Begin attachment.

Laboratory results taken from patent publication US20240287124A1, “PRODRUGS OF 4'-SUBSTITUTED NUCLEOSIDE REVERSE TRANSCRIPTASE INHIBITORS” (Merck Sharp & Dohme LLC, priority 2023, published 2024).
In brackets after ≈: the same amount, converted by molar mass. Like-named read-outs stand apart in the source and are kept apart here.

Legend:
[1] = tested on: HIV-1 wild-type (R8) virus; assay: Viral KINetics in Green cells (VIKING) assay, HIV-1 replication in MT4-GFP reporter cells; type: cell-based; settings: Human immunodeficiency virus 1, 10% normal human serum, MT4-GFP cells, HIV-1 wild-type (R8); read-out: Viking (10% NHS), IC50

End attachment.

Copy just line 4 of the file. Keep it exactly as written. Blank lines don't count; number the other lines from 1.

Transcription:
[1] = tested on: HIV-1 wild-type (R8) virus; assay: Viral KINetics in Green cells (VIKING) assay, HIV-1 replication in MT4-GFP reporter cells; type: cell-based; settings: Human immunodeficiency virus 1, 10% normal human serum, MT4-GFP cells, HIV-1 wild-type (R8); read-out: Viking (10% NHS), IC50